2008 Nobel Prize-winning Franco-Mauritian author JMG Le Clézio has dipped his pen into the world of transnational literature again, but in an unexpected inkwell.
Le Clézio, born in Mauritius, and once called the Steve McQueen of nouveau roman literature due to his good looks, itinerancy and penchant for adventure, has lived around the world and written about disparate cultures with incisiveness and intricacy in over forty novels and short story collections.
His latest outing Bitna, sous le ciel de Séoul (Bitna: Under the Sky of Seoul) is described as a ‘portrait of Seoul … of life in the city as it is being lived today’. The character in the novel’s title is a nineteen-year-old girl encountering the unfamiliar capital and herself as a new university student. She takes on a job as a paid storyteller, telling stories to a woman named Salome. Through several intertwined stories, Le Clézio and Bitna create a stirring tapestry of South Korean experiences.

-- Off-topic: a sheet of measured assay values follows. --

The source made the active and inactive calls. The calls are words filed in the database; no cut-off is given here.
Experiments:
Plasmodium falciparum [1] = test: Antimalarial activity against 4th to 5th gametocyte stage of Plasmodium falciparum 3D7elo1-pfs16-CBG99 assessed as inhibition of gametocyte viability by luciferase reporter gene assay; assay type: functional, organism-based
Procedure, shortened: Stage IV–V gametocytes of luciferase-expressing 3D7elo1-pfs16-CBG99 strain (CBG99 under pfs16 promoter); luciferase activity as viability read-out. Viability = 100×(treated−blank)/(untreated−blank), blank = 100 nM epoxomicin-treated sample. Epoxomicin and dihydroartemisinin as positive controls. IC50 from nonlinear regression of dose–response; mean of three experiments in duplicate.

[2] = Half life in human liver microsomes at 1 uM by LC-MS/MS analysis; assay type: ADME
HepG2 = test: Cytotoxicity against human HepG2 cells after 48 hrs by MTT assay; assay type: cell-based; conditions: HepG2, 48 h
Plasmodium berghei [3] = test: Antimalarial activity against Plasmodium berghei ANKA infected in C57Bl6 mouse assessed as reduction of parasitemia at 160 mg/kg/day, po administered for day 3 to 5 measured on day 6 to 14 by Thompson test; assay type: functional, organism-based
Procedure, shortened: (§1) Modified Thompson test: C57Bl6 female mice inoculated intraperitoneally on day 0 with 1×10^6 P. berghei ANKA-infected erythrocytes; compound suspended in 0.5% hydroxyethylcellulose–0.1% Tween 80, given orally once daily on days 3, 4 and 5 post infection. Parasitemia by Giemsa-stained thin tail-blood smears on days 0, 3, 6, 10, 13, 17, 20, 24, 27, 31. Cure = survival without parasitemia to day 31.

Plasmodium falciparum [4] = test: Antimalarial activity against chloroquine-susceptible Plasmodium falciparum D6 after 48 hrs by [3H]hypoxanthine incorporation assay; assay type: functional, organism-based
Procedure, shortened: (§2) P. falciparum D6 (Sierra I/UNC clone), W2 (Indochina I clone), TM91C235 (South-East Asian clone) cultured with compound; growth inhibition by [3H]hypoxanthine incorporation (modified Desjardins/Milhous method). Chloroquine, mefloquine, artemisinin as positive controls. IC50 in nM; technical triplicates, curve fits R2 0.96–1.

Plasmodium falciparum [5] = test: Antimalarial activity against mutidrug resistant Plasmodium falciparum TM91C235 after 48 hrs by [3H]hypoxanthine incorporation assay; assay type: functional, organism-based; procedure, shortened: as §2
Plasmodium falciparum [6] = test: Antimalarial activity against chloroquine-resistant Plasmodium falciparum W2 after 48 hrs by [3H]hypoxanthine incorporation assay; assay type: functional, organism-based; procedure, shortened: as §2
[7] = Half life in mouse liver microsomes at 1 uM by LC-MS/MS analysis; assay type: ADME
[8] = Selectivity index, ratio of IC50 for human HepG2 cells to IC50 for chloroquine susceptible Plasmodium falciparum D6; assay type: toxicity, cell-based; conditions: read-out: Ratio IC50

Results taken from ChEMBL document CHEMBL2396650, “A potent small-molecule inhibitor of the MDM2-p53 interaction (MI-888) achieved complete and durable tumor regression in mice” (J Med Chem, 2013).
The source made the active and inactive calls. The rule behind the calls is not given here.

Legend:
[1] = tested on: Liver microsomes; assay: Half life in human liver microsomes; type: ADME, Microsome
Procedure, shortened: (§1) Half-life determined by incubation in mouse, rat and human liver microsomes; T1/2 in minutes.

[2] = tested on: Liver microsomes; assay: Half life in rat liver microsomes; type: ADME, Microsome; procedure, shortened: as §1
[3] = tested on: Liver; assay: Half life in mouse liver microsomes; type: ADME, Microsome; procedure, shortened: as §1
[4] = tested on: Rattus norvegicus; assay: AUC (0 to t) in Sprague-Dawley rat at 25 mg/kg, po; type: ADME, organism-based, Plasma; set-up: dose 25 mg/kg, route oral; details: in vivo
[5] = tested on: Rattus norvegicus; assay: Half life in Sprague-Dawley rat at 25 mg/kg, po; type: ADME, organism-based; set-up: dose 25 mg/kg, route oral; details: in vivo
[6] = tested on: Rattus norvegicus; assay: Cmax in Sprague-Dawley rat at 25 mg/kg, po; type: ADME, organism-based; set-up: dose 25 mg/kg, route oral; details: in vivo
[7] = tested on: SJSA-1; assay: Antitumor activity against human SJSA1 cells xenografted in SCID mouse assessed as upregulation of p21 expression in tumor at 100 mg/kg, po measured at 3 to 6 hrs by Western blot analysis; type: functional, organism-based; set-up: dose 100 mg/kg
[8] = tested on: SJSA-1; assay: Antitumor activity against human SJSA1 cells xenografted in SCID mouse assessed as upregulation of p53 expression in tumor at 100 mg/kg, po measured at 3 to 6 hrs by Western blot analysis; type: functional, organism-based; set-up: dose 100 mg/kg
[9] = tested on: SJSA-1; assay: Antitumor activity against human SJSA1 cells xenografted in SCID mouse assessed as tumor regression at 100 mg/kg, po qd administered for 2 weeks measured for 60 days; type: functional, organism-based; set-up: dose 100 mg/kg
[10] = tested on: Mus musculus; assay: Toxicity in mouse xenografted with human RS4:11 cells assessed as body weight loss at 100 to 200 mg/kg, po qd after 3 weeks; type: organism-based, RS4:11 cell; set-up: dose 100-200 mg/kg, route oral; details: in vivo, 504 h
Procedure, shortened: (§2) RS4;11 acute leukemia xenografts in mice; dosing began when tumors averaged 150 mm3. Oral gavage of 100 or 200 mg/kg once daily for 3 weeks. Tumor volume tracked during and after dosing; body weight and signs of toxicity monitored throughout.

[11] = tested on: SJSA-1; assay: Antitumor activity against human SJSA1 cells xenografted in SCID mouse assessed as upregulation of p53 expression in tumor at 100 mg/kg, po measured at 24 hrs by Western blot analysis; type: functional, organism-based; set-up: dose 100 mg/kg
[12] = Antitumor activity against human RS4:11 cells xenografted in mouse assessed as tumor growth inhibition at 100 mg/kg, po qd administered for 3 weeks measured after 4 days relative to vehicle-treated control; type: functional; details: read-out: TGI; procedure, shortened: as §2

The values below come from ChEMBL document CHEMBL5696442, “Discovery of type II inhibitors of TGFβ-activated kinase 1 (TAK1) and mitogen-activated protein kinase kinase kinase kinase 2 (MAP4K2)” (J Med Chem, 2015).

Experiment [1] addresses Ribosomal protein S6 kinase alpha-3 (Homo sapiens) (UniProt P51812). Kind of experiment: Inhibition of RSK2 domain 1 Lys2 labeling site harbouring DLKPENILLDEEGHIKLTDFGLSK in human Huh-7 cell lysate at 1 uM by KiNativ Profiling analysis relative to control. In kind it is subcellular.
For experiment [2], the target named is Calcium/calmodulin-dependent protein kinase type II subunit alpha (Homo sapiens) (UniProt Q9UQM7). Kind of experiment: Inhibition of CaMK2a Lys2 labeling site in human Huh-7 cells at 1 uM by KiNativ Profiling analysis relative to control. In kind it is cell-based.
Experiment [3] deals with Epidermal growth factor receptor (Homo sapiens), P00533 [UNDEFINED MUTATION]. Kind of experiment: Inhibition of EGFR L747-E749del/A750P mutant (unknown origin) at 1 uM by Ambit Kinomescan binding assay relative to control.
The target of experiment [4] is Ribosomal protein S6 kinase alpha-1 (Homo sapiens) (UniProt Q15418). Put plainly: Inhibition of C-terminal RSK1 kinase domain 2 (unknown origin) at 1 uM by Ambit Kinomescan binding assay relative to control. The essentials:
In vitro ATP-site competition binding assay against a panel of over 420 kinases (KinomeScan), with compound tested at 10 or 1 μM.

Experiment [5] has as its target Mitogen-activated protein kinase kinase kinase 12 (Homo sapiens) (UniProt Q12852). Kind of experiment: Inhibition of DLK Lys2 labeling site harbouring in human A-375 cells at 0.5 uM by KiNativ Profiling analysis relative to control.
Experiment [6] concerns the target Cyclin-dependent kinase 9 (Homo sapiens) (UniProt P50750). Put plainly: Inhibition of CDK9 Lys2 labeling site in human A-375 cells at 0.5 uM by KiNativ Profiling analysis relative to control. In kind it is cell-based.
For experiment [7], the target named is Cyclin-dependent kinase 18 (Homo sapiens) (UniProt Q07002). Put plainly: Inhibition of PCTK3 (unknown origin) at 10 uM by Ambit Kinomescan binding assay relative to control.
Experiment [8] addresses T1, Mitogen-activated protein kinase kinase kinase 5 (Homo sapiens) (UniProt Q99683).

All of the places in the novel are Le Clézio’s old haunts; the city, his muse. The Nobel Laureate lived in the city and even learnt Korean after becoming enamoured of the culture upon his first visit to South Korea a decade ago. He remarked at a press conference for Bitna: Under the Sky of Seoul:
‘The most impressive thing about Seoul is that because it has so many people and a variety of elements, it’s always transforming. When you come back to a certain place six months later, some things have disappeared and new things have constantly been created. Compared with this, Paris is static and unchanging. I was talking with director Park Chan-wook, and he, too, said because Seoul transforms so quickly, he doesn’t want to leave, even for a minute.’